Her group ran into Marbury and his no-good cousin, Hassan Gonsalves, with whom, in a startling lack of planning, Kathleen was involved in "a relationship."
By some miracle, in a season in which they have lost five of their original six starters and have essentially dragged people in off the street to pitch for them in relief, the Phillies are still alive the last week of the season. They are tied for the NL wild card lead with San Diego, and are just two games back of the Mets in the NL East. And on top of that, the Phils are at home for all six remaining games (against Atlanta, and Washington), while the Padres are on the road for all six. San Diego also lost one of their best players, when Milton Bradley became the first player in baseball history to suffer a torn ACL while being restrained by his own manager.
At any rate, general manager Pat Gillick announced yesterday that he will return next year for his final season in Philly. Which makes sense; he is almost 70. Hopefully, the Phils have given some sort of assurance to Ruben Amaro, Jr., that the job is his after Gillick leaves. In the meantime, Charlie Manuel's status remains uncertain. But considering what he's done with such limited talent this year, there's no doubt he deserves to return.
To be fair, Curry did preface it by saying that the fact that black people were slaves "does suck some major balls."
The lesson here: Just because you know how to blog, doesn't mean you should.
Two random dudes cover Frankie Valli's "Big Girls Don't Cry":
Much better than the Fergie song of the same name.
And here I thought the days of East Coast/West Coast battles ended in the '90s.
A (heterosexual) couple is nabbed for having intercourse in a bathroom stall during a University of Wisconsin football game. No word on whether they were wearing cheeseheads at the time.
The whole account has be read to be believed; my favorite part was when the man and woman had already been arrested, and he thought it a good move to ask, "what's your name, again?"
So that was nice, wasn't it? After a week of nothing but controversy, and worries about whether Donovan McNabb could still play quarterback in the NFL- yesterday happens. A 56-21 victory over Detroit, in which the quarterback completed 21 of 26 passes for 381 yards and four touchdowns with no interceptions, thereby saving both the Eagles and my fantasy team from 0-3 starts.
And even more bizarrely, the Eagles did it all with several key defensive players injured, while wearing laughably hideously "throwback" uniforms that looked like they were borrowed either from the Swedish national hockey team, or The Ambiguously Gay Duo.
Donovan McNabb is still a very, very good NFL quarterback. I'm glad that's the topic of conversation this week, as opposed to all of last week's racial stuff. In the meantime, here's my North Star column on the matter.
This sounds like something from the Onion, but no, it's true (via TNR, Andrew Sullivan, and MediaMatters):
Discussing his recent dinner with Rev. Al Sharpton at the Harlem restaurant Sylvia's, Bill O'Reilly reported that he "couldn't get over the fact that there was no difference between Sylvia's restaurant and any other restaurant in New York City. I mean, it was exactly the same, even though it's run by blacks, primarily black patronship." O'Reilly added: "There wasn't one person in Sylvia's who was screaming, 'M-Fer, I want more iced tea.' "You can almost hear Bill channeling Huckleberry Finn- "it's almost like the restaurant was white inside."
During the Vikings' embarrassing loss Sunday to one of the league's worst teams, the Chiefs, some drunk ran onto the field- and found himself summarily tackled by the team's mascot:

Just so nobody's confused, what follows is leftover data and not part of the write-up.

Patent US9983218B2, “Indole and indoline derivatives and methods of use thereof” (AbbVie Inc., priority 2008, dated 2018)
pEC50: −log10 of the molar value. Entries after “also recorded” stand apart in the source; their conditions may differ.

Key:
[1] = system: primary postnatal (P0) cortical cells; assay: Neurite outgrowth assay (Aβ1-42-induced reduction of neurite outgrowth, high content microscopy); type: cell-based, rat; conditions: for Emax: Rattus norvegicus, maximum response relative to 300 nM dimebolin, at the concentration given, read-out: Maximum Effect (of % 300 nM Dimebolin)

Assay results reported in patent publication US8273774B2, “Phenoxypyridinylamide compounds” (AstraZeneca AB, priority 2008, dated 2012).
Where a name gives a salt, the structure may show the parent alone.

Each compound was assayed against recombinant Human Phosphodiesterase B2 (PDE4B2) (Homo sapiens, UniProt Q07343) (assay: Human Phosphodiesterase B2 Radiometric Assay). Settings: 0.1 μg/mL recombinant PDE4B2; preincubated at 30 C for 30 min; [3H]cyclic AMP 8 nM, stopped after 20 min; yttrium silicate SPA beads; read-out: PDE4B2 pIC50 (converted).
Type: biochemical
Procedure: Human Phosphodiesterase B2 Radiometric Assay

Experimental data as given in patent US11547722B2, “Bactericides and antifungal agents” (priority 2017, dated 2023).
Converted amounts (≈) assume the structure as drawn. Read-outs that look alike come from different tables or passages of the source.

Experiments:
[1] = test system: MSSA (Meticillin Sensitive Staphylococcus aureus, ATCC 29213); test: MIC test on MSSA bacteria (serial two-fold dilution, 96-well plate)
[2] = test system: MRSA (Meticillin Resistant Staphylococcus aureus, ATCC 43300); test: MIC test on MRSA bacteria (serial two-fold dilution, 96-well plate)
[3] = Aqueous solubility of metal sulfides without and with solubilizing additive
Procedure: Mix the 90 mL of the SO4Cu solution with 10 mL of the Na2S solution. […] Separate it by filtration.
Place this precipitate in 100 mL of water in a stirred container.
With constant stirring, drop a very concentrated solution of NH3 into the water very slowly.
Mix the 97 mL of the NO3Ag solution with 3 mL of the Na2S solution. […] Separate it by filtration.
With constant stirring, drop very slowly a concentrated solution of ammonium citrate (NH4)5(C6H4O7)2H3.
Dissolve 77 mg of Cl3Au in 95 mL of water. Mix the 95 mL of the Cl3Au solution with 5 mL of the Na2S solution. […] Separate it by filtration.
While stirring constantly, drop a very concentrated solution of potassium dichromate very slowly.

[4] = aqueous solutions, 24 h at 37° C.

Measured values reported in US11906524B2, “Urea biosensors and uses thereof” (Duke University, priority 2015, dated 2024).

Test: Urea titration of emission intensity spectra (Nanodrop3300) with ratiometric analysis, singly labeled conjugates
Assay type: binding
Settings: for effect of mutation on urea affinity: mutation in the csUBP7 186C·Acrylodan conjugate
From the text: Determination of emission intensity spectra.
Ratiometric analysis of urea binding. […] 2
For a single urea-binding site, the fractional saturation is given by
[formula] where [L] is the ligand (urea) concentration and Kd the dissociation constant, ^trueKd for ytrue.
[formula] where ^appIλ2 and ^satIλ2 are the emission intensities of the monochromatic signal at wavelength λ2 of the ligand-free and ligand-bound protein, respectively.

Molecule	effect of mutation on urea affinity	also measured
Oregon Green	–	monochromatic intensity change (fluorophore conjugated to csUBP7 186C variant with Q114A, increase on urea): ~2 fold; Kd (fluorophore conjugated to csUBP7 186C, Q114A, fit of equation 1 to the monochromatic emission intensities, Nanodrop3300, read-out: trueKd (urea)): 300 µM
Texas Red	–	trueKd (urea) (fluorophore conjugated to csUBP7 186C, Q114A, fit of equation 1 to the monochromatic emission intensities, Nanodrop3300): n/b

The Chiefs, alas, needed no mascot to stop the Vikes' anemic offense, beating the Vikes 13-10. Amazingly, the mere benching of Tarvaris Jackson wasn't enough to revive the Vikes' offense, because Kelly Holcomb couldn't get anything going either. And of course, they left their lone offensive weapon, Adrian Peterson, on the sidelines for the final drive. Great move. At this point, I'd be thrilled with 8-8.
From the New York Times (via Regret the Error):
An Inside summary last Sunday about “The Assassination of Jesse James by the Coward Robert Ford” misspelled the given name of the actor who stars in the film. He is Brad Pitt, not Bratt.Beacuse he's not one of the world's most recognized movie stars, or anything like that.
Mark Bowden does us all a great service.
This business about MoveOn.org's ad- and all the politicians who have or haven't condemned it, have brought out all the bullshit I normally associate with the "will you condemn this" game. Michael Kinsley, writing in Time, rightly mocks it. Call it The Politics of Perpetual Pretend Outrage:
"It's all phony, of course. The war's backers are obviously delighted to have this ad from which they can make an issue. They wouldn't trade it for a week in Anbar province (a formerly troubled area of Iraq that is now, thanks to us, an Eden of peace and tranquillity where barely a car bomb disturbs the perfumed silence — or so they say)... The constant calls for political candidates to prove their bona fides by condemning or denouncing something somebody else said or to renounce a person's support or to return her tainted money are a tiresome new tic in American politics. They're turning politics into a game of "Mother, May I?" Did you say "Here is my plan for health-care reform"? Uh-oh, you were supposed to say "I condemn MoveOn.org's comments on General Petraeus, and here is my plan for health-care reform. All this drawing of uncrossable lines and issuing of fatuous fatwas is supposed to be a bad habit of the left. When right-wingers are attacking this habit rather than practicing it, they call it political correctness. The problem with political correctness is that it turns discussions of substance into arguments over etiquette. The last thing that supporters of the war want to talk about at this point is the war. They'd far rather talk about this insult to General Petraeus. It just isn't done in polite society, it seems, to criticize a general in the middle of a war. (Although, when else?) "